Washington, D.C.: What if you have a separate home equity loan that has become too much? Does it matter if it is owned by a different bank?

Marietta Rodriguez: No....this program is designed to address first mortgage issues.....the program does encourage (through incentive fees paid to your lender) for subordiante mortages to be addressed...again, this program is addressing the first mortgage primarily.


Manassas, VA: How can a homeowner determine if their mortgage is guaranteed by Fannie Mae or Freddie Mac?

Renae Merle: This question refers to one of the most difficult parts of the refinancing program. Unlike other refinancing programs, borrowers with than less than 20 percent equity in their home can qualify. They can even qualify if they are underwater on their loan by up to 5 percent. But only loans owned or guaranteed by Fannie Mae and Freddie Mac are eligible.

The simplest way to find out if your loan falls under this program is to call your lender or servicer -- the company that collects your monthly payments. I belive the Treasury Department is also creating some kind of online search engine so that people look it up themselves, but it's not ready yet.


Atlanta: Good Morning and thanks for taking questions. I have a co-worker that bought a house in 2005 at the height of the market. She and her spouse both currently have jobs and have been paying their mortgage on time. The problem is that the values have dropped. They paid appx. $225K in 2005 and a house right next door recently sold for appx. $165K. Does a situation like this get any assistance under the Obama plan?

Marietta Rodriguez: Yes, your co-worker should consider the refinance portion of this program. Before this plan, people like your co-worker has no ability to refinance once propery values droppped......this program gives them and others like them a path.


Anonymous: The second program, "2. Paying lenders to make the mortgage payments of struggling homowners more affordable -- 31 percent of their income," has nothing to do with Fannie Mae or being delinquent, as you first stated. I qualify, according to the Post (as a "struggling borower"; my mortgage payment is 2/3 of my gross pay), how do I apply?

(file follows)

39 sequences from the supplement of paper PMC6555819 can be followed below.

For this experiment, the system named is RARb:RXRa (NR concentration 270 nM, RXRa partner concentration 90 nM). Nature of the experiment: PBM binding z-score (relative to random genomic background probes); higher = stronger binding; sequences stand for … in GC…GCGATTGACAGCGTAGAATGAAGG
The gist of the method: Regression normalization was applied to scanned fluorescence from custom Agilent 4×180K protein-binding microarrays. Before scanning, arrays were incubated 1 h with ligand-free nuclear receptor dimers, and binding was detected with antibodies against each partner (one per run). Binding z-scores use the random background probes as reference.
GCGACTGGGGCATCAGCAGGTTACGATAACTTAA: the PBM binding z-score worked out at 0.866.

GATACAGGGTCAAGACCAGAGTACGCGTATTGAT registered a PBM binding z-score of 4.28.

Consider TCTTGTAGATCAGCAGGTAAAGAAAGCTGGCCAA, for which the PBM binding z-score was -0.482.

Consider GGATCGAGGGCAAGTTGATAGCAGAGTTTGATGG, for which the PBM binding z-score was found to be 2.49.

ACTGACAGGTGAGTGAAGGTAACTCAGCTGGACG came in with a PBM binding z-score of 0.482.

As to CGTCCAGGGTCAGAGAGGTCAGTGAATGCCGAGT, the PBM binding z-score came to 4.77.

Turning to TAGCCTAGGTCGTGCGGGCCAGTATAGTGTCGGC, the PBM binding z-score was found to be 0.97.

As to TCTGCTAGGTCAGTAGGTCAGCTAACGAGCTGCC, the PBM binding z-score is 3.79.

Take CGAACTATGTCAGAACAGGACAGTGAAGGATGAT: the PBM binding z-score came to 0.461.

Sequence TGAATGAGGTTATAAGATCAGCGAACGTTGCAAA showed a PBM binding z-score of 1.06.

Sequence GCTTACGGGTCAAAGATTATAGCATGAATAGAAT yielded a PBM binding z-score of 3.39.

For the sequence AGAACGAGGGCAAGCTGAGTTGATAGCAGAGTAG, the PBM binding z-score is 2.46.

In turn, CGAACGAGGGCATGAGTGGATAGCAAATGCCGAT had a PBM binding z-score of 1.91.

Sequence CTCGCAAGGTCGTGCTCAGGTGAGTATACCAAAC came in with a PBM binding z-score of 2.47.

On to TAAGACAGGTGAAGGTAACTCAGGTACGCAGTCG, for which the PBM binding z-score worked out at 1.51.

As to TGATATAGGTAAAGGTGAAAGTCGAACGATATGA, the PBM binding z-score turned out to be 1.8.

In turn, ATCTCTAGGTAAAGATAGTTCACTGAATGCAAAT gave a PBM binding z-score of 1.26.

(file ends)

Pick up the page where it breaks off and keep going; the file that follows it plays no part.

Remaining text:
Marietta Rodriguez: Everyone interested in this program should either go to website or call their lender and express interest in being qualified for this program. Another avenue is to work with a HUD-approved housing counselor, they can also help you through this program.


Miami, Fla.: My husband can't file for bankruptcy because he will lose his security clearance from his federal employer. Didn't anyone think of this?

Renae Merle: That's interesting. I had not thought of that, but that would certainly be an issue in the Washingtin area where a lot of people are walking around with a security clearance.


Portland, Ore.: A Key provision of the loan modification guidance is the Net Present value determination but key variables are yet to be published.The Modification Program Guidelines document says 1. That FHFA will provide key information necessary to complete this calculation ".... home price forecast, valuation of the house price depreciation reserve, foreclosure timelines, and foreclosure costs and REO stigma". 2.Treasury is also supposed to provide updated "Cure Rates and Redefault Rates"

WHEN will these key variables be available?

Tom Cusack

Marietta Rodriguez: THe NPV test is a key element of this plan....we hope that specifics will be released soon. Certainly your lender should be able to walk you through your specific property valuation and you should ask them to do so.


Washington, D.C.: First off, the notion that we are paying people to pay their mortgages is offensive. Where is the belief that your debts are an obligation, not an option.

Anyway, the plan seems to leave out those most in need - people who have lost their jobs. How does this plan help anyone who can't pay their mortgage because of job loss?

Renae Merle: No, the plan doesn't offer much help for people with no income. In fact, the administration has been pretty straight forward about the fact that this program will not stop every foreclosure.


Old City I: In the Post story yesterday, it was a bit ambiguous, but it seemed that the author was speculating that rates for a 30-year-fixed could go as low as 2 percent. Did I read that wrong?

At what point do we (non-desperate but 6 percent+ mortgagees) pull the trigger?

Marietta Rodriguez: Remember, this program has two parts, a refinance which is priced at today's market rate---this part is targeted at those borrowers who have very high interest rate today making thier mortgage unaffordable.